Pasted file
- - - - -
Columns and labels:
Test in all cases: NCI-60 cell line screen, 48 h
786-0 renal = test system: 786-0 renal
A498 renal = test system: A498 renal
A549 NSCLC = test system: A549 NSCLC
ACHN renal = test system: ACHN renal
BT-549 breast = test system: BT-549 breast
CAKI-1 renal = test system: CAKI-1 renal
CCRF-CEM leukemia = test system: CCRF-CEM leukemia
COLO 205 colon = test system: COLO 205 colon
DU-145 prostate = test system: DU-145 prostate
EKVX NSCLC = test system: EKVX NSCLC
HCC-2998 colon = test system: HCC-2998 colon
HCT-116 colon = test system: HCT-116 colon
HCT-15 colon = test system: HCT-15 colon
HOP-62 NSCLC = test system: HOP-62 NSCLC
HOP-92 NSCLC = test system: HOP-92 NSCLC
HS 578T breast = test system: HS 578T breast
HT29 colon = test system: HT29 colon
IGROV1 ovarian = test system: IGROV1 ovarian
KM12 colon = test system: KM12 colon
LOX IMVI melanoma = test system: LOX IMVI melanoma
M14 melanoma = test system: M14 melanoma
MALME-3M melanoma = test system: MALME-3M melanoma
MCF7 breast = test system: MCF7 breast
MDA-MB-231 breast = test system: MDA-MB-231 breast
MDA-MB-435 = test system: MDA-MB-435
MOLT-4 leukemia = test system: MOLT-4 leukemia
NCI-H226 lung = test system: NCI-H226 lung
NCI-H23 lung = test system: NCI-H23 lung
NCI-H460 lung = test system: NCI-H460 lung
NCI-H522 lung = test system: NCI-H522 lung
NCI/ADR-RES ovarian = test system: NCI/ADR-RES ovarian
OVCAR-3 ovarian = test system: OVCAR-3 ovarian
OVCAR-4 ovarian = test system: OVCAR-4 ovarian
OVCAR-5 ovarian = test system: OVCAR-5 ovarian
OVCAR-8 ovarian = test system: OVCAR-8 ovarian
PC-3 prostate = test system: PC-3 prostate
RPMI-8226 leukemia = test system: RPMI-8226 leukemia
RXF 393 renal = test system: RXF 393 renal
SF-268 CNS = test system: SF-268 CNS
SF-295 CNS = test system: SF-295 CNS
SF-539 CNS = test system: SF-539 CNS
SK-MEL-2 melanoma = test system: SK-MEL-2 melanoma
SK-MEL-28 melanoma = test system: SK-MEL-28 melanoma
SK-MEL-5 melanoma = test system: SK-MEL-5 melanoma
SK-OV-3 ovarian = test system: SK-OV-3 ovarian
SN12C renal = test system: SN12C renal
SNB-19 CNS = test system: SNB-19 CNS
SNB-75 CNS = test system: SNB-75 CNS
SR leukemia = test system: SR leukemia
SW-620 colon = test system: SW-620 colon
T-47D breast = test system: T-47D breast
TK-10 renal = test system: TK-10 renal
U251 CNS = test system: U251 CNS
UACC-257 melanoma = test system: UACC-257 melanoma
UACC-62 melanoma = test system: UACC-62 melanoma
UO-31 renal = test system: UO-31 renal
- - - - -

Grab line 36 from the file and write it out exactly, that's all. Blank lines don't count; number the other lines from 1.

OVCAR-5 ovarian = test system: OVCAR-5 ovarian